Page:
Sleep Apnea Dangers for Seniors

Sleep apnea and excessive daytime sleepiness not only lead to foggy days, but increase the risk of death for people 65 years and older. A recent study conducted at the University of Pennsylvania Health System showed the combination of the two disorders significantly increased the risk.

The study conducted from 1993 through 1998 revealed that suffers of both sleep apnea and excessive daytime sleepiness were two times more likely to die than those who complained of just one of these disorders.

Half of the participants experienced high levels of excessive daytime sleepiness. The problem, believed to be a normal effect of aging, creates a greater chance of falling, cognitive deficits, and functional impairments.

Participants underwent sleep apnea testing.  Sleep apnea affects up to 20 percent of older adults. Obstructive sleep apnea, the most common form of sleep apnea, occurs when soft tissues in the mouth and throat collapse and block the airway during sleep.  Older people can also suffer from central sleep apnea.  This condition involves the brain not signaling the body to breathe at regular intervals. Only four percent of the participants in the study suffered this condition.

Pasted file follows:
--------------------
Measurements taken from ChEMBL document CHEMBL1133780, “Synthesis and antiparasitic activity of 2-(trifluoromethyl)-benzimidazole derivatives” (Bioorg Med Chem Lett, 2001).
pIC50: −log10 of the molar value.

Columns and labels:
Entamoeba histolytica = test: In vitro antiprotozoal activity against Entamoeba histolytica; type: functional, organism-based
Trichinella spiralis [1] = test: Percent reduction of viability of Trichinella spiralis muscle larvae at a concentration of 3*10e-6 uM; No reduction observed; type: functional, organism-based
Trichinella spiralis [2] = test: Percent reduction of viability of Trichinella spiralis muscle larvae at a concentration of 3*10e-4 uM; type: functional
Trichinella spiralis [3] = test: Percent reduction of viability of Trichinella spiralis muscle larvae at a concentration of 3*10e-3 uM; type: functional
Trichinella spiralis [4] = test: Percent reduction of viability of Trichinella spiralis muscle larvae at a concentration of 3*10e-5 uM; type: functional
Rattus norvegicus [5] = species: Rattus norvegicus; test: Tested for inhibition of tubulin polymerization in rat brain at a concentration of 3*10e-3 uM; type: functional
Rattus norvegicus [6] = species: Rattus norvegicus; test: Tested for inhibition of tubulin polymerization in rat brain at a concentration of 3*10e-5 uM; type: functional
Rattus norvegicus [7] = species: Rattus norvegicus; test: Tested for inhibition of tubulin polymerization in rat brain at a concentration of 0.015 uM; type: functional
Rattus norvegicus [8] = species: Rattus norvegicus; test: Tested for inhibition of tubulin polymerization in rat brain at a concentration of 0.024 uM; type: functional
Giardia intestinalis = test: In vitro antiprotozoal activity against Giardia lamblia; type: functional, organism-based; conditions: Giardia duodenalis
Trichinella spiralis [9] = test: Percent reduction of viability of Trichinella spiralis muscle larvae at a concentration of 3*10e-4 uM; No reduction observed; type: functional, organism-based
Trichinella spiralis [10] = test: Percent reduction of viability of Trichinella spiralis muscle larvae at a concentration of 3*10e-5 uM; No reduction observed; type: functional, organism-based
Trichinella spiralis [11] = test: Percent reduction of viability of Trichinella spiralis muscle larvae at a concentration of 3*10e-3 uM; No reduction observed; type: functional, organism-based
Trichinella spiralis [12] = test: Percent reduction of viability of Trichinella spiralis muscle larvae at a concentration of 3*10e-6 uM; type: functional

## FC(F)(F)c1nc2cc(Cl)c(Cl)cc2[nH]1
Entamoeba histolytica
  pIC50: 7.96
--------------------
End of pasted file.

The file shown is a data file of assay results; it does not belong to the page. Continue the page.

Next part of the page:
Researchers followed up on the participants in 2009. Fifty-five percent died during the fourteen-year follow-up period with two to one having both disorders. It is unclear why the combination of excessive daytime sleepiness and sleep apnea increases the risk of death in older people.  Further research will be conducted on older people who receive treatment for sleep apnea .

Obstructive sleep apnea can be treated  with a CPAP, a device that generates a steady flow of air, allowing the person suffering from this condition to obtain restful sleep.  I’m Dr. James Stewart, a Livonia dentist. I help patients overcome obstructive sleep apnea. If you suffer from sleepless nights, contact my Livonia dental office at (734)425-4400 for a consultation. I will determine the best treatment for your needs.